In his loud and frequent criticism of the Bank of Canada, Pierre Poilievre has been getting a lot of mileage out of how the central bank started the COVID-19 crisis thinking deflation, not inflation, would be the country’s big worry. The Conservative Party leadership candidate recently called the bank’s brain trust “financially illiterate” for getting the inflation call so badly wrong.
His harsh charge received an even harsher dismissal from former Bank of Canada governor David Dodge in a nationally televised interview on Sunday.
“That’s bullshit, to be blunt,” Mr. Dodge told Evan Solomon on the CTV public affairs show Question Period.
Blunt, but true.
Mr. Poilievre’s repeated public disparagement of the Bank of Canada’s deflation worries represents a fundamental misunderstanding, or misrepresentation, of what the bank was actually talking about two years ago.
The bank’s concern about deflation risk wasn’t a horrendous mistake that set off today’s inflation problem. Rather, it informed policies that shielded the economy from a much worse fate, and enabled a remarkable recovery from one of the most severe and unpredictable economic shocks in history.
“Why would anyone think that the Bank of Canada’s worrying about deflation in the early days of the pandemic was a mistake?” Laval University economist Stephen Gordon said in a tweet this week.
Mr. Poilievre is certainly not the only critic who believes the Bank of Canada has stumbled in managing inflation threats during the pandemic. He’s capturing, and fanning, a mood of frustration about the country’s inflation woes and a desire to assign blame. The central bank, which is tasked with maintaining low and stable inflation, is the obvious target.
For some of the armchair economic sleuths populating social media, the bank’s public warnings in 2020 about the risk of deflation is the smoking gun. It’s the original sin in a string of mistakes on inflation that the bank has been making throughout the pandemic. It’s proof that the bank has been turned 180 degrees in the wrong direction.
But the entire premise is flawed. Contrary to what Mr. Poilievre has repeatedly claimed, the Bank of Canada never “predicted” or “promised” deflation.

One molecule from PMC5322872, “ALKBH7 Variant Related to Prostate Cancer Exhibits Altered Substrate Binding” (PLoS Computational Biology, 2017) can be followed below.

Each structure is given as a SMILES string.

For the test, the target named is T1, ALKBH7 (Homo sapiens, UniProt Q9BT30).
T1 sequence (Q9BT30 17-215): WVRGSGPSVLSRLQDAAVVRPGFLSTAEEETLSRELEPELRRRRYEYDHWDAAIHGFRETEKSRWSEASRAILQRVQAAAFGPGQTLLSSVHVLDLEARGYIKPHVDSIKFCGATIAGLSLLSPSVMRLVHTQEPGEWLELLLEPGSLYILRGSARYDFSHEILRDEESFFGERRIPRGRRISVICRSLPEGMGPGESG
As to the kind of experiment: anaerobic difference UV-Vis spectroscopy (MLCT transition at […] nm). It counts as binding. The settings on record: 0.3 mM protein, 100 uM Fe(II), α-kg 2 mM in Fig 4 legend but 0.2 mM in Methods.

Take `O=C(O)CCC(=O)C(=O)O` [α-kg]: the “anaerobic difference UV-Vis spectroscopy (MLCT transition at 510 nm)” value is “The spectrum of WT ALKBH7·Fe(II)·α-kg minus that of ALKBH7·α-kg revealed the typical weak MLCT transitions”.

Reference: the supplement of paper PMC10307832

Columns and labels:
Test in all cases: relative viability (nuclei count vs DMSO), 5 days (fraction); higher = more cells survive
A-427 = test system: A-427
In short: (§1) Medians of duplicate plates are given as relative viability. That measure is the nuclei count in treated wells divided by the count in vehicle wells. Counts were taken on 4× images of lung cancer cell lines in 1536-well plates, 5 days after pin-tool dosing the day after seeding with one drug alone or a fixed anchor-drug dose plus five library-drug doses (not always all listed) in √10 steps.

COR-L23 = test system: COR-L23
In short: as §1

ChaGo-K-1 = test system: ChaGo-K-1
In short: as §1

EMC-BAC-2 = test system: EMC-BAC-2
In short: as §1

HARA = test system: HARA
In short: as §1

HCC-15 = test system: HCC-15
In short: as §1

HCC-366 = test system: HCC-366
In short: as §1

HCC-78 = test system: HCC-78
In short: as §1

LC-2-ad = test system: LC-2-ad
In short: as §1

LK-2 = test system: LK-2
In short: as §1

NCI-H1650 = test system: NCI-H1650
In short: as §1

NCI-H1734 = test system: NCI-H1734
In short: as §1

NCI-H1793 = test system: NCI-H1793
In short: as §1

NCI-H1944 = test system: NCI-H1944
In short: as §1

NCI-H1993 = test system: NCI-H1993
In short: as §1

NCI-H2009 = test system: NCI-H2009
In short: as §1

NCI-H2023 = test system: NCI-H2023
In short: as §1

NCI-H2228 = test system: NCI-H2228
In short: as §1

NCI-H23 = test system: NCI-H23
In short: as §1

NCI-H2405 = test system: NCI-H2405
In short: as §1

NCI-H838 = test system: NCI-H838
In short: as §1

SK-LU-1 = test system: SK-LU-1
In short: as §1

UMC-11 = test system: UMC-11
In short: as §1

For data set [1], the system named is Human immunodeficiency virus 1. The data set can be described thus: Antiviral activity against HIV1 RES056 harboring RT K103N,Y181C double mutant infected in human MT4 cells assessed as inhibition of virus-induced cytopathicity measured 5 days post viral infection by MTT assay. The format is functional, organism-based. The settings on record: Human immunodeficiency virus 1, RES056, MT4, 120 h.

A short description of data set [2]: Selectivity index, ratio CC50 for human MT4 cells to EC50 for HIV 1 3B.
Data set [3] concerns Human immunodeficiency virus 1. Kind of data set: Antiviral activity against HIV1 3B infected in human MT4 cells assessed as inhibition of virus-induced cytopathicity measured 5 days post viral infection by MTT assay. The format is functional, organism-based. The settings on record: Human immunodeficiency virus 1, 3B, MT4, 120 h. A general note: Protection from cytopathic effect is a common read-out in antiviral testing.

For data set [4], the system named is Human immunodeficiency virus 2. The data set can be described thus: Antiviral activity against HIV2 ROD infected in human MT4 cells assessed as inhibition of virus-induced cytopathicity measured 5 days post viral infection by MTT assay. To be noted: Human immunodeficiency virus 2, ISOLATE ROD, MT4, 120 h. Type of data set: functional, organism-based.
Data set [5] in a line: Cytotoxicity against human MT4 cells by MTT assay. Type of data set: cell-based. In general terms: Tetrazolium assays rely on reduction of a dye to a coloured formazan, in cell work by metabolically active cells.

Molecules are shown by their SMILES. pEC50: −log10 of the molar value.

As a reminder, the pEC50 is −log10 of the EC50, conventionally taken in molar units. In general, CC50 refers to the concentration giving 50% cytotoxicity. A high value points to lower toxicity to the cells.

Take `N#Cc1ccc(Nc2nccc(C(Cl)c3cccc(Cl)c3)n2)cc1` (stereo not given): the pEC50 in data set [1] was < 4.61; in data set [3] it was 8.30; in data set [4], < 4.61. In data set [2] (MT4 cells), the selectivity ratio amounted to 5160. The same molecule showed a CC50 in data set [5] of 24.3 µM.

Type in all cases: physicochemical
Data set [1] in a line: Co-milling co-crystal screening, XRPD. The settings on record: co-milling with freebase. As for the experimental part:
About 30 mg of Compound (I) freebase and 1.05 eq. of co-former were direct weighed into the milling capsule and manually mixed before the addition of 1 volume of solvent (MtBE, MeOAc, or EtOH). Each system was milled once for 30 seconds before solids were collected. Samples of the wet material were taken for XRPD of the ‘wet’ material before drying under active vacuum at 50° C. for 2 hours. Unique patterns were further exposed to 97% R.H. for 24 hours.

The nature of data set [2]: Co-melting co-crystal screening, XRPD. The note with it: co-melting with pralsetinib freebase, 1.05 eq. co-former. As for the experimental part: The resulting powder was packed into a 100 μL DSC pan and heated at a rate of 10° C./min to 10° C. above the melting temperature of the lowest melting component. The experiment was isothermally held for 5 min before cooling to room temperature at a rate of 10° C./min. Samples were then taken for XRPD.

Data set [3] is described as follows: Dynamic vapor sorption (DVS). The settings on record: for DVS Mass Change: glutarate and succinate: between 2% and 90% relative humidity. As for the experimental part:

When it talked about deflation at the onset of the pandemic, it was candidly warning about what was one of the most serious threats that the economy faced at the time. With public-health shutdowns grinding economic activity to a halt, with unemployment soaring, with businesses facing near-total revenue losses – indeed, with the inflation rate actually turning negative on a year-over-year basis for two months in the spring of 2020 – deflation looked like a very real danger, unless governments and central banks took strong measures to prevent it.
Sustained deflation is a notorious economy killer, associated with sending recessions into prolonged depressions. While the likelihood of a deflationary tailspin was hard to measure in the profound uncertainty of the spring of 2020, the Bank of Canada knew that among the risks it faced, this one absolutely took priority. It wasn’t predicting deflation, it was making the case for leaning monetary policy heavily against that deflationary risk, to make sure the country averted a major economic disaster.
It’s always more difficult to trace the cause-and-effect for things that didn’t happen than for things that did. But the fact that the economy didn’t sink into a deflationary depression, but rather rebounded much faster and healthier than anyone imagined from the massive pandemic downturn, suggests that the Bank of Canada’s actions were sound.
Whether those actions ultimately contributed the acceleration of the inflation we see today – whether they provided too much economic stimulus for too long – is an entirely different discussion. But it’s flat-out false to suggest that inflation is where it is today because the Bank of Canada believed that the economy would be mired in deflation by now, and sent its policy in the wrong direction. It believed and said nothing of the sort – and it made damned sure it wouldn’t happen.
Mr. Poilievre responded to Mr. Dodge’s salty comment with a statement on Twitter blaming the Bank of Canada’s policies, together with the huge deficits the federal government racked up in the pandemic (financed, Mr. Poilievre argues, with the central bank’s “money printing”), for the plight of Canadians who have been hurt by inflation.
“David Dodge says he’s offended. Good. You know who else is offended? The single mom who can’t afford food, the worker who can’t afford to fill his gas tank and the 32-year-old living in his mom’s basement because the government inflated the cost of living to generational highs,” Mr. Poilievre said.
But if the Bank of Canada had ignored the deflationary risks that Mr. Poilievre mocks, the depression that may well have ensued would have resulted in many, many more single moms struggling to make ends meet; many more unemployed workers with empty gas tanks; many more young adults who couldn’t find jobs to pay rent. Today’s high inflation also comes with plentiful jobs, rising wages and the lowest unemployment levels in 50 years.
“Warning about something bad that might happen, taking steps to make sure that the bad thing didn’t happen and then the bad thing not happening is a success story. It’s the opposite of a failure,” Dr. Gordon said.
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